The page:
on a white piece of paper. Subject is what brings substance to a poem, and also forges a connection with the reader. For example, the Pulitzer Prize Winning poet Philip Levine is best known for his poems about working-class Detroit, but his subjects range from a lecture in an art and science class to gin to his younger brother. Sharon Olds, also a Pulitzer winner, ranges in her subjects from the death of her father to her daughter to a miscarriage. The last but not least ingredient in crafting a poem is Imagery. Imagery in a poem is about showing, not telling. For me, it’s like taking a picture with words. And throughout this research I have found that in my poems it’s a hit or miss with imagery. I either capture something perfectly, or not at all. But one poet that seems to always hit the
mark is Pablo Neruda. Just listen to the painting he creates for us in the first couple lines from his poem “Leaning into the evenings”
from The Essential Neruda. Leaning into the evenings I throw my sad nets to your ocean eyes. There my loneliness stretches and burns in
the tallest bonfire, arms twisting like a drowning man’s. I cast red signals over your absent eyes which lap like the sea at the lighthouse shore. Now let’s move on to the conditions of writing a poem. I like to think of these aspects as the add ins or toppings that can affect the “flavor” of a poem. The first major condition that can have a profound affect on a poem is Environment.
This could be a desk in a bedroom or office, a table at a coffee shop, or a bench at the park. In my experience, the surroundings or environment one is writing in can kind of
leak into a poem, sometimes even unknowingly. And as for my own environment, this is pretty much what it looks like. But I also think
it’s essential to have a place to talk about poems too, and not just for writing. This is that kind of place for me, but finding a second “environment” where a poem can sort of
breath and be heard aloud is just as important as finding one to write in. Another condition that is similar to environment is Time. Whether a poem is written in the early morning, after lunch, at 2 AM or anywhere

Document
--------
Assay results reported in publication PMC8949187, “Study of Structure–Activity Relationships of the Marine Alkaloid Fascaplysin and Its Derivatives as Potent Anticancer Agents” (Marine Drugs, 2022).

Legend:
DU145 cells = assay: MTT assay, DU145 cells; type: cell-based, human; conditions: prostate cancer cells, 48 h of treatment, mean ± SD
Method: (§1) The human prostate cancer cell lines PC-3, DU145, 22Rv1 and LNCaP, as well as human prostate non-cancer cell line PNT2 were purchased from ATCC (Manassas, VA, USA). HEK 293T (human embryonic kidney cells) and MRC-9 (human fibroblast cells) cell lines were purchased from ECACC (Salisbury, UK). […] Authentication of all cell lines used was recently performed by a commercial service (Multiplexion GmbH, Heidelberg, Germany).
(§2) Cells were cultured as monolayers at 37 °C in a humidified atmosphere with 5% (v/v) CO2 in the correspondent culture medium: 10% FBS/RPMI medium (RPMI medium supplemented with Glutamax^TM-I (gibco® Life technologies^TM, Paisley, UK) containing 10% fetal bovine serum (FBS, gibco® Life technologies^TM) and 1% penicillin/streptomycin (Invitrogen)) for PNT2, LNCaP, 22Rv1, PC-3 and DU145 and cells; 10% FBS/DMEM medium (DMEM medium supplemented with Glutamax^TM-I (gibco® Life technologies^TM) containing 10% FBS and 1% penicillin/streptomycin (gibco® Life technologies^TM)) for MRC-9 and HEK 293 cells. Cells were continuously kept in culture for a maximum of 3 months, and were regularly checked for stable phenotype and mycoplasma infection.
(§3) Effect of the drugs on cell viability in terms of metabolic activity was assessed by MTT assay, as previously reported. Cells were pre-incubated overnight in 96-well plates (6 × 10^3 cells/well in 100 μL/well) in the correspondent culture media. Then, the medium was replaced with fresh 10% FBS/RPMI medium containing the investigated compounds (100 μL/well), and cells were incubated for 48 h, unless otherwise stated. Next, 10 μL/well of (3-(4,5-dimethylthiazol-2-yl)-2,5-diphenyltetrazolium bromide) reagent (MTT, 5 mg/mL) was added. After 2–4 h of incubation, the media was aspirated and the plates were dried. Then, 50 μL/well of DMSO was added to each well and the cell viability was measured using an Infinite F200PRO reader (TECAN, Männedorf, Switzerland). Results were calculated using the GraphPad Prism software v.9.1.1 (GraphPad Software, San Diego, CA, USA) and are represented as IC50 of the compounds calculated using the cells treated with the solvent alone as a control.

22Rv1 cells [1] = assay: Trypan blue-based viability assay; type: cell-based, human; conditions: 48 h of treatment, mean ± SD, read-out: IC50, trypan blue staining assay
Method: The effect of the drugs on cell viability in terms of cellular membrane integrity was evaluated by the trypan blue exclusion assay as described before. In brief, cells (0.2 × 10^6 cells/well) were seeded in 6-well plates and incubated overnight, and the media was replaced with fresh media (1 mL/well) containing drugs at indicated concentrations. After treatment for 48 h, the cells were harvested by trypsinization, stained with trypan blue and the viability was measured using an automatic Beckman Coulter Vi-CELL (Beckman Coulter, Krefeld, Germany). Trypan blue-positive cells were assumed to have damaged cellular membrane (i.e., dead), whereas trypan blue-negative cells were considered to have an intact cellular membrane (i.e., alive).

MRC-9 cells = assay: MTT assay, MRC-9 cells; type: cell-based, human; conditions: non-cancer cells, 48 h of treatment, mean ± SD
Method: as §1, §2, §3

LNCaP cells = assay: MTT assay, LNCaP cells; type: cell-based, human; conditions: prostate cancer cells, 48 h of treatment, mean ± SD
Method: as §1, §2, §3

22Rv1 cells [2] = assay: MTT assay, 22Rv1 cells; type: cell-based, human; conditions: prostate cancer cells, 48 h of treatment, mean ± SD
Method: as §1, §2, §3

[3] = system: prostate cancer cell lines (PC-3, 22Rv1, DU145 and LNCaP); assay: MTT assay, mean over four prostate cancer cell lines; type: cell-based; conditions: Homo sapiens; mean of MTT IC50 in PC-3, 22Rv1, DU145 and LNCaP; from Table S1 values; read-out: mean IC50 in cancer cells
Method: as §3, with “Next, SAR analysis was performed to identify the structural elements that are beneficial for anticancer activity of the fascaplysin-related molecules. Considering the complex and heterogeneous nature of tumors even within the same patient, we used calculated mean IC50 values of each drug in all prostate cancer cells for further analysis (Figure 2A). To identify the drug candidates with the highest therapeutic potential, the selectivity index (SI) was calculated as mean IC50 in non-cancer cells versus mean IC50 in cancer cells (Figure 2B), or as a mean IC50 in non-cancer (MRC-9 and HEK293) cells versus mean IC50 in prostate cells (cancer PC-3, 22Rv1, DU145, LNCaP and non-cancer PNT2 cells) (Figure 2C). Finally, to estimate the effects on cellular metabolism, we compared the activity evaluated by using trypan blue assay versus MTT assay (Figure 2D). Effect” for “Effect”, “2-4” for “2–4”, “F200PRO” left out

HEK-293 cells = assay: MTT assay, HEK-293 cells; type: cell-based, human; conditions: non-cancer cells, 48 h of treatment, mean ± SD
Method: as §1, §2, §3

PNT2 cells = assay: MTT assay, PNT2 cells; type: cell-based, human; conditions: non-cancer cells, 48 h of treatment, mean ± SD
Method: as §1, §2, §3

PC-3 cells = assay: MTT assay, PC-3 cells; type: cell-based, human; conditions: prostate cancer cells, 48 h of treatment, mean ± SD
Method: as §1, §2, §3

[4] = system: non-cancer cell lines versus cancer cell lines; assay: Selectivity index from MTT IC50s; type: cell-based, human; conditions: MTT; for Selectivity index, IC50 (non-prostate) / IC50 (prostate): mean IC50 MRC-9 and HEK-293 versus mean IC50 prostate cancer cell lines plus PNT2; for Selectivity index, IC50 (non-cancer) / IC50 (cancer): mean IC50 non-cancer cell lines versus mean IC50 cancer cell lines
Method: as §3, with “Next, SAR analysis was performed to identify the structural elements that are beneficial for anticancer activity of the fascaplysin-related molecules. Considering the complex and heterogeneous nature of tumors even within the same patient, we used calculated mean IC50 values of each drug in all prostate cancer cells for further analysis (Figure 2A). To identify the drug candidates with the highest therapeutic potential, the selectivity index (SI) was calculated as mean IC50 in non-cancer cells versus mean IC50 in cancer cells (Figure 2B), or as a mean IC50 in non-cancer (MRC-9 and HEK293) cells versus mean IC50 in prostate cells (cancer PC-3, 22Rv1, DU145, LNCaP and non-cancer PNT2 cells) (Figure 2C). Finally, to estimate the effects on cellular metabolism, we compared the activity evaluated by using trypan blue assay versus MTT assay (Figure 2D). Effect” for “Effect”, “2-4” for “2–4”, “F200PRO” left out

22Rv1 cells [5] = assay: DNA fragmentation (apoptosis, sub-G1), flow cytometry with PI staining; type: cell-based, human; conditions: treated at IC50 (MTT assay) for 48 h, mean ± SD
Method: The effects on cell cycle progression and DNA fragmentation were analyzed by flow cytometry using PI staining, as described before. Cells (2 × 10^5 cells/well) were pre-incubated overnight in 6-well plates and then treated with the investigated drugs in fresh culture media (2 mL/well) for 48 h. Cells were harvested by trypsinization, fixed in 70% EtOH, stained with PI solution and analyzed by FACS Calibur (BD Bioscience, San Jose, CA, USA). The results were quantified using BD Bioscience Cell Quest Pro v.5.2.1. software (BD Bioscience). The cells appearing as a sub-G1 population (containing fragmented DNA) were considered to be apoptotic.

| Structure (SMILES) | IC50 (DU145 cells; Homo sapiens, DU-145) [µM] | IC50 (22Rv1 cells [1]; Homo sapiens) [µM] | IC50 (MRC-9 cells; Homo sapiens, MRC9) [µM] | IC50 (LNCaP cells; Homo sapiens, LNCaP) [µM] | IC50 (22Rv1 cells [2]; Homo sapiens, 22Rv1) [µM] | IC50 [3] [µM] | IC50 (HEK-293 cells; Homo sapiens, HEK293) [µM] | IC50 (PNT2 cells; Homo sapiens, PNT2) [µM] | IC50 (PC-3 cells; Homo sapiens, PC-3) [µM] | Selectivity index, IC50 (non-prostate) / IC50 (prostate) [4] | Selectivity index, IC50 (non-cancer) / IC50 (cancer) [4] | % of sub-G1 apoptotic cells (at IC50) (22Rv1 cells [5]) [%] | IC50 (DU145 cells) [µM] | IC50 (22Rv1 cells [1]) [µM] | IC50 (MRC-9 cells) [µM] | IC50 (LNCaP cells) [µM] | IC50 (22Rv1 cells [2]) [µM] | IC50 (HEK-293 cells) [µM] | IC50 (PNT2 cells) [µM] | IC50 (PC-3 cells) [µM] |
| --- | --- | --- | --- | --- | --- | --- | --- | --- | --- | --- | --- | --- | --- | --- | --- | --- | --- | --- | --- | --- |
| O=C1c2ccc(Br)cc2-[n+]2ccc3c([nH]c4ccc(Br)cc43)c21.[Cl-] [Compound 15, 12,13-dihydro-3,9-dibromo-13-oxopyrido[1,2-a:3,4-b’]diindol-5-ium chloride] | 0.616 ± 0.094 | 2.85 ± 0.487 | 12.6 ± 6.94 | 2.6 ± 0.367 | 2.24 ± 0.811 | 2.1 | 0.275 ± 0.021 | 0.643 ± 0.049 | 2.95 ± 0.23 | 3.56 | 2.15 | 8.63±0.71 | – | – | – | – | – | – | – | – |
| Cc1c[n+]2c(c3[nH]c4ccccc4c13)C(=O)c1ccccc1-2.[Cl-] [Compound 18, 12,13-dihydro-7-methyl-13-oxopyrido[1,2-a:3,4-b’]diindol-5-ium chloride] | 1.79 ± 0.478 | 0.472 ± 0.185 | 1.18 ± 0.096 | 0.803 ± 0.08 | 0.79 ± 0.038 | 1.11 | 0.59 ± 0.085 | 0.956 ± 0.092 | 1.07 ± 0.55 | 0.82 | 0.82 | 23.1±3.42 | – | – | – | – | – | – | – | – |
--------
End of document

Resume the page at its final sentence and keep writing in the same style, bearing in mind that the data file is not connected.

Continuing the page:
in between. For example, writing poetry at night versus afternoons can have a direct effect on the aura of a poem. Distractions. This next condition can also
be linked to Time, or when others are around. Also can be internal or external distractions, such as thoughts on upcoming deadlines or assignments to shouts from kids in the next room or a neighbor mowing their lawn. For the most part, internal distractions can be more detrimental than external ones, because they tend to be the most persistent. But since I can usually tune out my inner thoughts, external distractions tend to be
the biggest issue for me. When a poet is suddenly jerked from their trance, it can be really difficult to get back in the writing groove again. Also, a poem can sound choppy if it’s written in more than one sitting, like two different people wrote it. The next condition is a small one, but still important in the making of a poem. It’s mode. Mode is how a poem is written, whether scribbled in a notebook or typed on a laptop. I personally have found that writing in notebooks gives me a sense of control, and
I think it’s more portable than a laptop. Lined paper can also affect the form of a poem versus a blank white piece of paper, because the lines can force a poet to conform to the page, while a blank piece of paper does not. And the last condition, the one that probably has the greatest affect on a poem is- Weather. It can not only affect the poet’s emotional disposition, but also a poem’s overall aura. Winter, Fall, Summer, Spring, and all the rain, sunshine, hail, and storms that they bring can influence different types of poems. Now here’s a little excerpt from one of my poems that has elements of weather: It’s called “Before I start typing” another sip of lukewarm tea one more pair of socks with holes add a second layer of mismatched gloves Okay, now I’m ready. Now in case you fell asleep during this video, here’s a quick ending recap of my research
to bring you up to speed. If everybody were to think of writing a poem in baking terms, then all that is needed to begin are the main ingredients. Start with
a solid Title, then add Form, sprinkle in Voice, a dash of Subject, and generous spoonfuls
of Imagery. Then comes the conditions, like multiple toppings that bring in different flavors. The implications of
my findings show that when these elements are mixed together, they can create a well crafted and enjoyable poem that will make everyone
beg for seconds.